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"British Airborne jeep" Topic

11 Posts

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732 hits since 22 Apr 2018
©1994-2019 Bill Armintrout
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Gunfreak Supporting Member of TMP23 Apr 2018 4:31 a.m. PST

It's been finished for quite some time, but only now got it up on the blog.
Still Rubicon models I'm playing with.



LeonAdler Sponsoring Member of TMP23 Apr 2018 4:59 a.m. PST

Very nice :)

wrgmr123 Apr 2018 6:40 a.m. PST

Agreed good work GF!

Frederick Supporting Member of TMP23 Apr 2018 7:35 a.m. PST

Great work!

Daithi the Black23 Apr 2018 7:39 a.m. PST

Very nice!

I might be a little under-educated here, but if it is a British jeep, why does it have Yank markings? Was this a thing?

Gunfreak Supporting Member of TMP23 Apr 2018 8:35 a.m. PST

From what I understand the start was universal allied sign for "don't blow ne up" to other allies.

Vigilant23 Apr 2018 9:06 a.m. PST

The star was on all allied vehicles. Like Gunfreak says, a plea not to be blown up by their airborne allies. Not always successful of course, but then again your average brown job would shoot at pretty much anything that flew for much of the war and the Navy would generally regard anything that flew as the enemy until they fished the bits out of the water.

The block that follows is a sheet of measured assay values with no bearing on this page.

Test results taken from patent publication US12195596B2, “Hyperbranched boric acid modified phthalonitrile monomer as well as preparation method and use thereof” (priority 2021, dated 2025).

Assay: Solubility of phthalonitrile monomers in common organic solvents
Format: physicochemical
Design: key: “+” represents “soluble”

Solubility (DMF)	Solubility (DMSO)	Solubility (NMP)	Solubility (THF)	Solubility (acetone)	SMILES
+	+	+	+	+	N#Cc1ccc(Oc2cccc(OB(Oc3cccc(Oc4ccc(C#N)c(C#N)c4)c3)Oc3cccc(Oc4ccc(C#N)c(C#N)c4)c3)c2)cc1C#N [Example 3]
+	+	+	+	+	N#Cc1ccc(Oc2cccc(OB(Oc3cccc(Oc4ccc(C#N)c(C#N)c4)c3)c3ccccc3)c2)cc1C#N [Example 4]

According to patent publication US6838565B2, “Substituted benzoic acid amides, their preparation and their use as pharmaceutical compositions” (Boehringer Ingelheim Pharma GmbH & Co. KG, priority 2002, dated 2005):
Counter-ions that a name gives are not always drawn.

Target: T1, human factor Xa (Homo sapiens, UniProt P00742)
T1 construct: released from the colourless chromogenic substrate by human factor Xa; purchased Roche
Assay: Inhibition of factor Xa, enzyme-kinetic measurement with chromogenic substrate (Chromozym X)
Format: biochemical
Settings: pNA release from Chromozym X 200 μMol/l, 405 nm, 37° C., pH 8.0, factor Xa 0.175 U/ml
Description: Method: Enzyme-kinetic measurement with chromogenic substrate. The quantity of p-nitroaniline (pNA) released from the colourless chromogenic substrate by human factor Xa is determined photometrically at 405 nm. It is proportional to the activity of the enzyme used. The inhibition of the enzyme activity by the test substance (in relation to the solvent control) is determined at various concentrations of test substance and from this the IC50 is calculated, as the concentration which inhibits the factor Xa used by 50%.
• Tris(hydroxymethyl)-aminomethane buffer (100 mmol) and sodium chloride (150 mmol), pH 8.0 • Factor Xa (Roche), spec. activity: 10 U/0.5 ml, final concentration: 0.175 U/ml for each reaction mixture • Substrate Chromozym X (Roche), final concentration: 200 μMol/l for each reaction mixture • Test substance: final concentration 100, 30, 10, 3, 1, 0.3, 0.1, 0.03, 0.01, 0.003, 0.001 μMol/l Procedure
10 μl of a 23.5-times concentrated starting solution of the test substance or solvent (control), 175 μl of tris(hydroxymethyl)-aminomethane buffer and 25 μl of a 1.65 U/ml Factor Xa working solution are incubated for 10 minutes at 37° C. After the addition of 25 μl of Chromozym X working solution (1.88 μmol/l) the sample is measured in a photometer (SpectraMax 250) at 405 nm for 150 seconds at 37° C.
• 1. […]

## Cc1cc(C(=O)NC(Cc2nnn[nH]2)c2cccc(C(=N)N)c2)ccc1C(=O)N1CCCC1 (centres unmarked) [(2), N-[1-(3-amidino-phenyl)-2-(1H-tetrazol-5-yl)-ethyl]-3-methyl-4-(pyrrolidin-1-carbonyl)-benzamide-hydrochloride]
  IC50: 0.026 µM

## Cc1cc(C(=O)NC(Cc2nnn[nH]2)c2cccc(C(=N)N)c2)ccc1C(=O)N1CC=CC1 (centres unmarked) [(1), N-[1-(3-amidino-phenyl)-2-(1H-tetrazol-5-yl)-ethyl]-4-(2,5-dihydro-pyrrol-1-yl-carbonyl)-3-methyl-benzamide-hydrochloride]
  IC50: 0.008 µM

Daithi the Black23 Apr 2018 7:50 p.m. PST

Ah, thank you :)

Marc33594 Supporting Member of TMP24 Apr 2018 8:45 a.m. PST

In spring of 1944, in anticipation for D-Day, the allies adopted the star as a universal symbol in Northwest Europe. A plain white star would be used on vehicle sides and a star within a circle for any upper surfaces for aerial recognition. The circle was added because it was too easy, apparently, for a fast moving aircraft to mistake just a star for a cross.

In addition, due to problems with friendly air attacks in Sicily, vehicles also had fluorescent panels for display on top of vehicles. These came in 3 colors and were changed daily with the color of the day released with other codes the night before.

zoneofcontrol Inactive Member24 Apr 2018 8:57 a.m. PST

Here's a link to a site that shows the differences between a standard issue jeep and one adapted for airborne use.

The Visual Collector:

JARROVIAN Supporting Member of TMP28 Apr 2018 9:39 a.m. PST

Yes, that is a jeep, but not an airborne jeep, needs front bumper shortened, grab rails removed and spare tyre relocated, amongst other things.

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